Helping Your Pup Live Longer

by Susan Cioffi 06/23/2019

Your dog doesn’t know how to tell you when he doesn’t feel well. In fact, although he’s your greatest companion, and knows when to snuggle up to make you feel better, you may not see when he was a serious health issue. A growing epidemic among dogs is the risk of cancer. In fact, more than half the dogs over ten years old are at cancer risk, and even younger dogs are too. The problem? Nutrition.

Feeding your dog for health

According to veterinarians, poor food choices can lead to the build-up of certain chemicals and toxins in your dog’s body, setting them up for cancer risk. Certain dog foods contain these aflatoxins, which are a type of mycotoxin that lead to digestive issues, painful joints, bad breath, and smelly waste. Aflatoxins develop from a fungus called Aspergillus that is a type of mold that forms on grains like rice, corn, soy, and wheat that are stored long term.

They can make your pup gain weight, develop allergies and itching, and even contribute to early death. They bind with your pet’s DNA to cause mutations in cells, forming cancers. Price doesn’t determine whether or not your pet’s food has toxins, studies show that both inexpensive and higher cost kibble contain aflatoxins.

But there are ways to combat the poor nutrition, toxins, and chemicals in your pet’s food.

- Seek out foods with lower grain contents. Dogs rarely eat grain in their natural state, so their digestive systems aren’t really up to the task.

- Feed your dog raw, fresh, whole foods when possible, rather than kibble. When fresh isn’t available, choose canned or soft pouch options rather than dry foods.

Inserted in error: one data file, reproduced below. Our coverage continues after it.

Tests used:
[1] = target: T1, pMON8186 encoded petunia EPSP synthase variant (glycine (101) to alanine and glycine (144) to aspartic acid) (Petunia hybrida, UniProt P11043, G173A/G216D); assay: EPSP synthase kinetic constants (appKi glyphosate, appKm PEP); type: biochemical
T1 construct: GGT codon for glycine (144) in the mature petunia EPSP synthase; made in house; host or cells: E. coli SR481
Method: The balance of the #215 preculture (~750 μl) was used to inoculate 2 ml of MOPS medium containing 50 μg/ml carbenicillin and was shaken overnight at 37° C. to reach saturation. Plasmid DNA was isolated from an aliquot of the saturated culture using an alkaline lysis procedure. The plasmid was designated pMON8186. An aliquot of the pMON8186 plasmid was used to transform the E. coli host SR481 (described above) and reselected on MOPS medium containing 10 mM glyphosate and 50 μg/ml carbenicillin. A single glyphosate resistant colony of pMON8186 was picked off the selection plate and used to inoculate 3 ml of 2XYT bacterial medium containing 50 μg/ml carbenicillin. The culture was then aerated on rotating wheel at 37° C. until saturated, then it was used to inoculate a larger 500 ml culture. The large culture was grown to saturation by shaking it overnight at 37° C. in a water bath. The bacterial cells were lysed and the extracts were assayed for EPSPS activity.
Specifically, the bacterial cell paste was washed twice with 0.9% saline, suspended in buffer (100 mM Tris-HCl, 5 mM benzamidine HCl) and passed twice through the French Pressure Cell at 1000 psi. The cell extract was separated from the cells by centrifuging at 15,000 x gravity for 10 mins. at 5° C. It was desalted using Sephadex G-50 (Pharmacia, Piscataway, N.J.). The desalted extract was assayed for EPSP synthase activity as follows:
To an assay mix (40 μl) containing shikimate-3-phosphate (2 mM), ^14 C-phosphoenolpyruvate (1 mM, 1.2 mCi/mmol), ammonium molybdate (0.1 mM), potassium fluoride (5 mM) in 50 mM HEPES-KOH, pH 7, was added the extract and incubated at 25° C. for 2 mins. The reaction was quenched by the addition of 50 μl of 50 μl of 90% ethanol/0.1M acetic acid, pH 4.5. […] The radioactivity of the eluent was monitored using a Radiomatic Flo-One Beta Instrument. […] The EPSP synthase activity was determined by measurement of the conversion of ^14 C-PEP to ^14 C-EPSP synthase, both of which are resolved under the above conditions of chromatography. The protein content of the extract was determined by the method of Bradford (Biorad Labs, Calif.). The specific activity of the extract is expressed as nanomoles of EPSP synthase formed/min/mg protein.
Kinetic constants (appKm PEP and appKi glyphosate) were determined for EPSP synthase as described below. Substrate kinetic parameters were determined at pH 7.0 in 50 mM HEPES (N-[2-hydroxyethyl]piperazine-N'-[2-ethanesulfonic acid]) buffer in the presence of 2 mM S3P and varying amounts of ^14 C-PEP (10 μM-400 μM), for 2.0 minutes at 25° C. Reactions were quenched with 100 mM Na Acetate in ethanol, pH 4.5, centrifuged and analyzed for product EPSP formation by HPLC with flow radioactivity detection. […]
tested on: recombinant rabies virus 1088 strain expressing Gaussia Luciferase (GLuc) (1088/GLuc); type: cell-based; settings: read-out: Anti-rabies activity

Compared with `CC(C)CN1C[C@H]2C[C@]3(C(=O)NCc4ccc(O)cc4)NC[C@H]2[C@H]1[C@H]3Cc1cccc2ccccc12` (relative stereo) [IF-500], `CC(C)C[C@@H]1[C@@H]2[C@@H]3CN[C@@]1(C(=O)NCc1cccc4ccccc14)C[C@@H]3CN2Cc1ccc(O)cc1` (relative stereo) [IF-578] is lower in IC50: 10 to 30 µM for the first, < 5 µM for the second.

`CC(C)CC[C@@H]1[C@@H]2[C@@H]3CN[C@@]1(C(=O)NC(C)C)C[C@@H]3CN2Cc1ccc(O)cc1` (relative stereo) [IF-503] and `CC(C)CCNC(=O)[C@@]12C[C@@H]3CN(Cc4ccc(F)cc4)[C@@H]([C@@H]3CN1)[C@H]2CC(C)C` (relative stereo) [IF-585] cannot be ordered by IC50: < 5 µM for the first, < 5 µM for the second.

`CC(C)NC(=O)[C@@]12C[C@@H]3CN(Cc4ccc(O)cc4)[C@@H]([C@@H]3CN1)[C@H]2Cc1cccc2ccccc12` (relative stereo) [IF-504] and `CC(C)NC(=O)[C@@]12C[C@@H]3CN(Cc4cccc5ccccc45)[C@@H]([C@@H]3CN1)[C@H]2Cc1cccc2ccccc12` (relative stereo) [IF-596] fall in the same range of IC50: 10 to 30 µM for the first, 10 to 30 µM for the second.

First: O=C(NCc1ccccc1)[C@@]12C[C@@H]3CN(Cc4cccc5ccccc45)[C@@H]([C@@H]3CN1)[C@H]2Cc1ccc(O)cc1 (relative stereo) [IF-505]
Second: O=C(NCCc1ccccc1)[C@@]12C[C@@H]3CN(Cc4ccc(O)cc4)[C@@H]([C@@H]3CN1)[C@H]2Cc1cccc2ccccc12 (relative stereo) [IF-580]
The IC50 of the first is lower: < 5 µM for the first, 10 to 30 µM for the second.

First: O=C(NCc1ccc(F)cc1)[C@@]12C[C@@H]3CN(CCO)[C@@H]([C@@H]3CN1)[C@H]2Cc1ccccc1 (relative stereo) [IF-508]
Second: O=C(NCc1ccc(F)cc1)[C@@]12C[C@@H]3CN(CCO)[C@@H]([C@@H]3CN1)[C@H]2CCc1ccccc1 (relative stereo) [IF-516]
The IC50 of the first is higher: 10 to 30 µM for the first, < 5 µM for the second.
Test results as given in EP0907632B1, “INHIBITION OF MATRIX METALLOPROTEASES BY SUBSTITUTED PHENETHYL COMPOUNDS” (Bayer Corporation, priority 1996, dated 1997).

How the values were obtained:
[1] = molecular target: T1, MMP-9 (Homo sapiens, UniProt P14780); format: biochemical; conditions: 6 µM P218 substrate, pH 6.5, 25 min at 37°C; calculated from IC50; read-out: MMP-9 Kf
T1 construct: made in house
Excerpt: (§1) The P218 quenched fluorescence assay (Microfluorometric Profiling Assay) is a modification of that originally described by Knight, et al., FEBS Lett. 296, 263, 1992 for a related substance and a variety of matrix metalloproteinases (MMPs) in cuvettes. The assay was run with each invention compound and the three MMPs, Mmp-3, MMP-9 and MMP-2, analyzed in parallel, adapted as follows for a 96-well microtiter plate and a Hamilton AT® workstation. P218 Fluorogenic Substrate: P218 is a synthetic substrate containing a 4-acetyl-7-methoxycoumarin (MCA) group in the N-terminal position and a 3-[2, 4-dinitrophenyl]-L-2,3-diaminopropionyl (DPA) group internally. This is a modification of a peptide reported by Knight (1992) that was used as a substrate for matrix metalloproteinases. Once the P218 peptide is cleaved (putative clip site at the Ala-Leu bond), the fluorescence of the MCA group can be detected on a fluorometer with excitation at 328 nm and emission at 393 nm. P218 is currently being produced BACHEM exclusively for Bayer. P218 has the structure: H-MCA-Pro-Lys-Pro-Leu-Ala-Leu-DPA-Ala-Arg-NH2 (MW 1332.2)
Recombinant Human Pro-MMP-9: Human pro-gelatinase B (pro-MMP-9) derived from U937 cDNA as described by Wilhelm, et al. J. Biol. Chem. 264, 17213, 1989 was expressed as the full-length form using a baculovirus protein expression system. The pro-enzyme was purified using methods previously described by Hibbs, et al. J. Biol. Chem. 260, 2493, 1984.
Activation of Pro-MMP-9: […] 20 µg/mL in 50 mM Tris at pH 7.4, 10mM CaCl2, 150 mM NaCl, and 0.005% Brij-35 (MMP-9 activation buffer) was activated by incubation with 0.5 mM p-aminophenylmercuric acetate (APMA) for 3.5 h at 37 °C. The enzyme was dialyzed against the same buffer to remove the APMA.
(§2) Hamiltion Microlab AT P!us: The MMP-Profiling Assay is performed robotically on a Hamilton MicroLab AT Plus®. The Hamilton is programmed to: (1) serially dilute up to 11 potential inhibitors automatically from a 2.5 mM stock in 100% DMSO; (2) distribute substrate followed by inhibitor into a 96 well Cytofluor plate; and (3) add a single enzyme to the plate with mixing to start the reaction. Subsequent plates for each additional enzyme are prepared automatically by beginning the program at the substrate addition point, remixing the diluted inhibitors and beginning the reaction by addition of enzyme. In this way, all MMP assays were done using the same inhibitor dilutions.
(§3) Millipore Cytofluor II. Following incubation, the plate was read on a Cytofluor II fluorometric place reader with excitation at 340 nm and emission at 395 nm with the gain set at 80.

- Help your dog fight inflammation by adding fish oil to his food.

- Provide bones and organ meats when possible and offer bits of fresh fruit and vegetables too.

- Visit your vet regularly so that she can monitor his weight and growth patterns. Unexplained weight loss is one of the first noticeable symptoms of cancer in dogs.

- Give you dog Vitamin C, either as a supplement or via grass-fed meats.

- Feed your pet cruciferous vegetables like broccoli and dark, leafy greens such as spinach. Try pureeing them to mix them in with her food.

- Use digestive enzymes specially formulated for dogs.

If you’re new to your community, ask neighbors, co-workers, or your real estate agent for recommended veterinarians to keep your faithful furry friend healthy.

About the Author
Author

Susan Cioffi

My name is Susan Cioffi. I have been a Realtor for 15  years now. I pride myself in customer service. I have won the Diamond award for volume with my first brokerage, but also won the Customer Service award that same year, so I am very proud of that. I specialize as a Listing Agent,  Property Management, New Home Sales, Buyers, Waterfront, Rentals, Condo Conversions in the South Shore Area (Riverview, Apollo Beach, Lithia, Brandon, Gibsonton). I am active in the community and with the Riverview Chamber of Commerce. Awarded Volunteer of the year in 2007. Also giving to various charities. Each year we raise money to help homeless veterans in the area with their Christmas gift. Also give to Children's Miracle network all year with every closing I have.

Originally from Boston, we moved here over 16 years ago. It's hard to believe it's been that long. We miss family and friends but we love the Florida Lifestyle. I have been married for almost 31 years to my husband, Vin. I have two wonderful children, Vincent (29), and Christopher (23), and a dog, Bandit. Plus my first grandchild, Colton, who is 1 and 1/2.   I also have my mother that live right down the street from house, and my brothers are also close to us. We live in the great community of Lake St Charles.